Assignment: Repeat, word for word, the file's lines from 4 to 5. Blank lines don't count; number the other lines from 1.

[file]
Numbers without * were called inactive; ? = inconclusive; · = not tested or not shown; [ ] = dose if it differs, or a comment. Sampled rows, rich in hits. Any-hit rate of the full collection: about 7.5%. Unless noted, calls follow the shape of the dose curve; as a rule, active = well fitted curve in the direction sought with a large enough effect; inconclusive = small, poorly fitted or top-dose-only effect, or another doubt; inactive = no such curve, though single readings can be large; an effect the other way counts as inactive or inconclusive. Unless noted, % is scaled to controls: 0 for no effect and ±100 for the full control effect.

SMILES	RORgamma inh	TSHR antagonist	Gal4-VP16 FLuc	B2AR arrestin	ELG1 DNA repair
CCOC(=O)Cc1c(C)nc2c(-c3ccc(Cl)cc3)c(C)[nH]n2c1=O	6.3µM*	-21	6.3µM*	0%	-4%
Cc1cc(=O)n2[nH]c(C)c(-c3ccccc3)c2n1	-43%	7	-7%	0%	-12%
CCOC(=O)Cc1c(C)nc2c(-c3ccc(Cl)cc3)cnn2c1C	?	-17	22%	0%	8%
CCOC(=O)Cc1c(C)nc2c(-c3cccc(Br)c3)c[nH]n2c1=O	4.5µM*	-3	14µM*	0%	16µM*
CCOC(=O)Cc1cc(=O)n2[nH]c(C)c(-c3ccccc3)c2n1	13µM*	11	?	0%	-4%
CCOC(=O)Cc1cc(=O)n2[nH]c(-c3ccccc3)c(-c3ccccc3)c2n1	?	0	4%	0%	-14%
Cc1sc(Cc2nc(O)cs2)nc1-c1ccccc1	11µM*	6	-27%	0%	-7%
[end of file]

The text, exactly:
Cc1cc(=O)n2[nH]c(C)c(-c3ccccc3)c2n1	-43%	7	-7%	0%	-12%
CCOC(=O)Cc1c(C)nc2c(-c3ccc(Cl)cc3)cnn2c1C	?	-17	22%	0%	8%